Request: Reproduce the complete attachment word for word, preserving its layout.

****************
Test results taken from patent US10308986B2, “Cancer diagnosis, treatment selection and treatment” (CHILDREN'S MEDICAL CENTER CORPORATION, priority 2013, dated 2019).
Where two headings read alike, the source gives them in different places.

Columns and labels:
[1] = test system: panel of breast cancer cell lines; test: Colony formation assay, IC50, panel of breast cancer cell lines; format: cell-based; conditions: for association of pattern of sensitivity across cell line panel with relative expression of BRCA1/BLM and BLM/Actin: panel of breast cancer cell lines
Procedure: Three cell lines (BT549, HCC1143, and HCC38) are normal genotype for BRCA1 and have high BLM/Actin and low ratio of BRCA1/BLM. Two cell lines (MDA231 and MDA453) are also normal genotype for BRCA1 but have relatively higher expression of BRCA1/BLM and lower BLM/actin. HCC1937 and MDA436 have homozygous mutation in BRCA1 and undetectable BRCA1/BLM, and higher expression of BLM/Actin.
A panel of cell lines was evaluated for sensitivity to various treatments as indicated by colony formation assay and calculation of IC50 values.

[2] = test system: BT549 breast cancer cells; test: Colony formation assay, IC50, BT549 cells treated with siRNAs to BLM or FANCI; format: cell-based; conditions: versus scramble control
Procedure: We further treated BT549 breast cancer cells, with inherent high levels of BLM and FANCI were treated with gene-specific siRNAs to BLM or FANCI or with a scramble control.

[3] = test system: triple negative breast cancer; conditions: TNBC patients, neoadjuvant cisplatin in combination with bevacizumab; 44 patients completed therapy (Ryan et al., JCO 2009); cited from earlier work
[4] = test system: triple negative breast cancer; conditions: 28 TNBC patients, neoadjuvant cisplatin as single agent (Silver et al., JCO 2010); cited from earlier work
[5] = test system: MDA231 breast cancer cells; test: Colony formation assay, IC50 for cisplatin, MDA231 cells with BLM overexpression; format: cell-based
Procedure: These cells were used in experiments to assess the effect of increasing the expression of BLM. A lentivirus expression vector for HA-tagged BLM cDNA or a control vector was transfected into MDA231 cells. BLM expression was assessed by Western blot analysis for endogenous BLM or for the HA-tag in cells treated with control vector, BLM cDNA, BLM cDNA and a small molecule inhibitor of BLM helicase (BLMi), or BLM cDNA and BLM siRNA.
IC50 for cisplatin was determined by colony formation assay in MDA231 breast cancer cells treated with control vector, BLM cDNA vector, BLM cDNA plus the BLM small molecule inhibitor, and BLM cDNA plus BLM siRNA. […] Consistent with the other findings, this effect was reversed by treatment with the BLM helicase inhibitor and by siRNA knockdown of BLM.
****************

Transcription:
Test results taken from patent US10308986B2, “Cancer diagnosis, treatment selection and treatment” (CHILDREN'S MEDICAL CENTER CORPORATION, priority 2013, dated 2019).
Where two headings read alike, the source gives them in different places.

Columns and labels:
[1] = test system: panel of breast cancer cell lines; test: Colony formation assay, IC50, panel of breast cancer cell lines; format: cell-based; conditions: for association of pattern of sensitivity across cell line panel with relative expression of BRCA1/BLM and BLM/Actin: panel of breast cancer cell lines
Procedure: Three cell lines (BT549, HCC1143, and HCC38) are normal genotype for BRCA1 and have high BLM/Actin and low ratio of BRCA1/BLM. Two cell lines (MDA231 and MDA453) are also normal genotype for BRCA1 but have relatively higher expression of BRCA1/BLM and lower BLM/actin. HCC1937 and MDA436 have homozygous mutation in BRCA1 and undetectable BRCA1/BLM, and higher expression of BLM/Actin.
A panel of cell lines was evaluated for sensitivity to various treatments as indicated by colony formation assay and calculation of IC50 values.

[2] = test system: BT549 breast cancer cells; test: Colony formation assay, IC50, BT549 cells treated with siRNAs to BLM or FANCI; format: cell-based; conditions: versus scramble control
Procedure: We further treated BT549 breast cancer cells, with inherent high levels of BLM and FANCI were treated with gene-specific siRNAs to BLM or FANCI or with a scramble control.

[3] = test system: triple negative breast cancer; conditions: TNBC patients, neoadjuvant cisplatin in combination with bevacizumab; 44 patients completed therapy (Ryan et al., JCO 2009); cited from earlier work
[4] = test system: triple negative breast cancer; conditions: 28 TNBC patients, neoadjuvant cisplatin as single agent (Silver et al., JCO 2010); cited from earlier work
[5] = test system: MDA231 breast cancer cells; test: Colony formation assay, IC50 for cisplatin, MDA231 cells with BLM overexpression; format: cell-based
Procedure: These cells were used in experiments to assess the effect of increasing the expression of BLM. A lentivirus expression vector for HA-tagged BLM cDNA or a control vector was transfected into MDA231 cells. BLM expression was assessed by Western blot analysis for endogenous BLM or for the HA-tag in cells treated with control vector, BLM cDNA, BLM cDNA and a small molecule inhibitor of BLM helicase (BLMi), or BLM cDNA and BLM siRNA.
IC50 for cisplatin was determined by colony formation assay in MDA231 breast cancer cells treated with control vector, BLM cDNA vector, BLM cDNA plus the BLM small molecule inhibitor, and BLM cDNA plus BLM siRNA. […] Consistent with the other findings, this effect was reversed by treatment with the BLM helicase inhibitor and by siRNA knockdown of BLM.